Buffy Rewatch – School Hard

Spike and Drusilla are here you guys!  Spike and Drusilla.

Best characters, best couple, best introduction. Spike walks on in, brash and bold and confident, blatantly contradicting our season’s main villain. Everything about his demeanor is rough and arrogant, and then he hears Drusilla. His face literally transforms because of her. It’s still one of my favorite moments of the show.

The fact that he morphs back into his human face just hits me on a visceral level. It brings up a completely unexplored facet of the show’s mythology. Here are two soulless creatures that shouldn’t care about anything other than death and destruction, but care about each other. Vampires in love, demons with humanity. Giving me all of the feelings. Then, it’s like they forget that they’re in front of other people. The haaaands and the faaaaces. Gratuitous displays of intimacy and physicality-based perfection. James Marsters and Juliet Landau fucking bring it.

That shot of Spike seeing Buffy for the first time is fantastic. Like visually it just appeals to me?

“Slayer!” “Slayee!” Forever the best Buffy quip.

Sheila, sweetheart, if you meet a man in a dark alley, and he tells you that the guys you were just with “disappeared,” RUN AWAY in the opposite direction as quickly as possible.

Juliet Landau has the best face. Even when she’s all vamp-face. It looks significantly more natural on her, which sounds ridiculous, but I mean it. The transition between the two faces is so fluid and smooth unlike the vampires we’ve met so far. LUV U AND UR FACE, JULIET.

And we get Angel backstory. I WANT MOAR. Evolving from a smoldering, broody piece of scenery into an actual character before our very eyes.

While sending the Anointed One up in smoke is meant to signify “a little less ritual and a little more fun” for the vampires in Sunnydale, that line is perfect because it also opens up the vampire mythos on the show, which until this point has been shrouded in ancient prophecies and stifled by formal ceremony and hierarchy and the stuff of open-collar velvet shirts. What used to lurk around in graveyards will now be loud and brash and in your face.

Most of this episode was given over to introducing Spike and everything, but there was a nice continuation of Buffy’s problems at school. I can’t say I can really relate to that sort of thing, but it is quite sad to see her work so hard and still have her bad reputation follow her around. There was also that other girl Sheila basically just there to be a foil to Buffy – she’s someone who truly doesn’t care what happens and never bothers with school at all. I feel like she would have quite enjoyed being the slayer, which is an interesting thought. Buffy struggles so hard to keep up a normal life with friends and family, and that (according to Spike at least) is what makes her such a unique and ultimately powerful Slayer. Principal Snyder is just as obnoxious as ever, but his conversation with the Police Chief guy at the end suggests he might not be as oblivious as we thought. Holy shit, people are actually noticing this stuff!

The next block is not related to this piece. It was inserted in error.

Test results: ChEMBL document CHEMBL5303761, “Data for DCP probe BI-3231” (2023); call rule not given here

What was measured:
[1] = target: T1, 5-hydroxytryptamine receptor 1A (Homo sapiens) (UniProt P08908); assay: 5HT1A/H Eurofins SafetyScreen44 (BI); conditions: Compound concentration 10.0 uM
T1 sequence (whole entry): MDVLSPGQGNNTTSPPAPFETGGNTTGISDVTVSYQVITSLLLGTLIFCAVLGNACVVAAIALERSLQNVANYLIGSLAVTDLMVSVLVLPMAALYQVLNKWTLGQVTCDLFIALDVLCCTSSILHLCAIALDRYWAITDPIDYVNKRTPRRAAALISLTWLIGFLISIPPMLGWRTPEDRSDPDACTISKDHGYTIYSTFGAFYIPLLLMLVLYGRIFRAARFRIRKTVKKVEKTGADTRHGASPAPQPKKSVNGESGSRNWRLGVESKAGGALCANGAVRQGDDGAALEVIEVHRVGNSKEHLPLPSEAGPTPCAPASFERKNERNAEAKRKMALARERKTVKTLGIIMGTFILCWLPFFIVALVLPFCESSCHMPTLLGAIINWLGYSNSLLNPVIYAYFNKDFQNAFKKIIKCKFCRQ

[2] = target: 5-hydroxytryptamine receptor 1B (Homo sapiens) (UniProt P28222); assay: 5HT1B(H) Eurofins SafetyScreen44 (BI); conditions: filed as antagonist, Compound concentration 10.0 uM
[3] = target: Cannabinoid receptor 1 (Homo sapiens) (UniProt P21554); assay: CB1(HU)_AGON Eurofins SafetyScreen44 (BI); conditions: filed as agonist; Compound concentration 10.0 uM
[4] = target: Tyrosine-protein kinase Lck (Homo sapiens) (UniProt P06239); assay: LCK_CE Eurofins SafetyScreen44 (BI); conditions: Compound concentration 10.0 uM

I love this episode so much!!! It is such a great introduction to two new characters, and it flips everything you thought you knew about this season upside down. Plus it has so many great moments of dialogue from the incredibly genre savvy this:

Xander Harris: As long as nothing really bad happens between now and then, you’ll be fine.
Buffy Summers: Are you crazy? What did you say that for? Now something bad is gonna happen.
Xander Harris: What do you mean? Nothing’s gonna happen.
Willow Rosenberg: Not until some dummy says, “As long as nothing bad happens.”
Buffy Summers: It’s the ultimate jinx.
Willow Rosenberg: What were you thinking? Or were you even thinking at all?

To practically everything Spike says:

“Yeah, I did a couple o’ Slayers in my time. I don’t like to brag….Who am I kidding? I love to brag!”

“So, who do you kill for fun around here?”

“I was actually at Woodstock. That was a weird gig. I fed off a flower person and I spent the next six hours watchin’ my hand move.”

Spike: I was rash, and if I had to do it all over again…
[laughs evilly]
Spike: Who am I kidding? I would do it exactly the same, only I’d do this…
[grabs the Anointed One]
The Anointed One: No!
Spike: …first!
[Spike sticks The Anointed One in the nearby cage and starts pulling a chain, lifting the cage up from the floor]